This course is a thematic introduction to world history from prehistoric times to the present, with particular emphasis on the changing balance of power between regions of the globe and the contributions of the peoples of Africa, Asia, Oceania and the Americas to modernity. In questioning what has been a European-centered explanation for progress and development, this course examines ingrained patterns of thinking about non-European peoples, the environmental aspect of the north/south divide, the emergence of social inequalities within and between states, as well as the role of modern capitalism, colonialism and militarism in enforcing an order from which only a small percentage of the world's population benefit. In introducing students to conceptual tools and basic chronology, this course provides a firm foundation for future studies in history and the social sciences.

This course is in two parts: i) a lecture and ii) a seminar. There will be a lecture once a week of approx. 245 students usually led by professors, and a weekly seminar of some 30-40 students led by different seminar instructors. Lecturers will determine all in-lecture assignments and examinations. Seminar instructors will determine seminar assignments, mark all coursework and exams, and make decisions regarding your grades for the seminars.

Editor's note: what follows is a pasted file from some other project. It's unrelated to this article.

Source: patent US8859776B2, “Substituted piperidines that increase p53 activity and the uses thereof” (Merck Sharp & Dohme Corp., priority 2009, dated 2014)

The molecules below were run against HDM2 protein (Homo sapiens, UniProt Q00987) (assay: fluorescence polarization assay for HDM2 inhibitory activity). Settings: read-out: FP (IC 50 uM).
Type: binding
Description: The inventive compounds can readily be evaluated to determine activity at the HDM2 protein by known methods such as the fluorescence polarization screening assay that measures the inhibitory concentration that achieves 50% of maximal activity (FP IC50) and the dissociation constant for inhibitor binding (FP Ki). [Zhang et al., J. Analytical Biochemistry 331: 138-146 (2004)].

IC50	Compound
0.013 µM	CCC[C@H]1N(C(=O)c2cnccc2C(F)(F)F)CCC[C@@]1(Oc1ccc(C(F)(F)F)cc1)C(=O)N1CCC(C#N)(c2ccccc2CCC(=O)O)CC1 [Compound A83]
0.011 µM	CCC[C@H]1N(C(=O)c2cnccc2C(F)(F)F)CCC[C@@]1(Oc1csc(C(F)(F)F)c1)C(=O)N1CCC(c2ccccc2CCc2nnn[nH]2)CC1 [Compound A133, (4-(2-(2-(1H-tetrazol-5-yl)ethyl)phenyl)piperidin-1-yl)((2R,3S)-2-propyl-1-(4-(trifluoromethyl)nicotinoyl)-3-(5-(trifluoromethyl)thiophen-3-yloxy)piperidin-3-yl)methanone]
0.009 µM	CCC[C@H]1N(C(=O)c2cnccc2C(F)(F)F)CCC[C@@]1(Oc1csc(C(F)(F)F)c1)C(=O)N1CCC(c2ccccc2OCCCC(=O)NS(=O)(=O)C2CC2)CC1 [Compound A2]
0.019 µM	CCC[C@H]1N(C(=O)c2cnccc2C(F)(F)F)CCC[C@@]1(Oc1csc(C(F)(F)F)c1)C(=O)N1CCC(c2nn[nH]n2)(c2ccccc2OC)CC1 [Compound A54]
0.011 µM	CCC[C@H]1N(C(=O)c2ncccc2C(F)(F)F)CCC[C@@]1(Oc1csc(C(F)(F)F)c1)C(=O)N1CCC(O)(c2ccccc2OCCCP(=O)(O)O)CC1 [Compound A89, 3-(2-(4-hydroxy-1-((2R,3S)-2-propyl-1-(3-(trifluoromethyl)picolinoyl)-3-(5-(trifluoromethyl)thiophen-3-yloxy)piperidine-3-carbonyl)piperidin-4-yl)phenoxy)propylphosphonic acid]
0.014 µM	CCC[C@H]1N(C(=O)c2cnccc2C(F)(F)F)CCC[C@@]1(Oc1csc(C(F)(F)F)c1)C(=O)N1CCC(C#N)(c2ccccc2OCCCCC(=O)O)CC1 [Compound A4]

Hist 124 FW Canada in the World

Co-ordinators:  Steven Maynard

This course is a critical survey of the main social, economic, and political developments in Canadian history. The approach taken can be called "a history of the present." Approaching the Canadian past as a history of the present offers at least three advantages. First, it defamiliarizes some of the defining features of present-day Canada, such as liberalism, capitalism, or multiculturalism by subjecting them to historical scrutiny rather than treating them as timeless or taken-for-granted categories of Canadian history. Second, it questions the linear narrative of Canada's development from 'colony to nation' by exploring both the nation's own complicated history of colonizing and the competing claims of other nations within Canada. Third, it fosters a dynamic dialogue between the past and the present, and in doing so encourages us to consider the crucial role critical historical thinking can play in our everyday lives as we ponder news ways of inhabiting the world.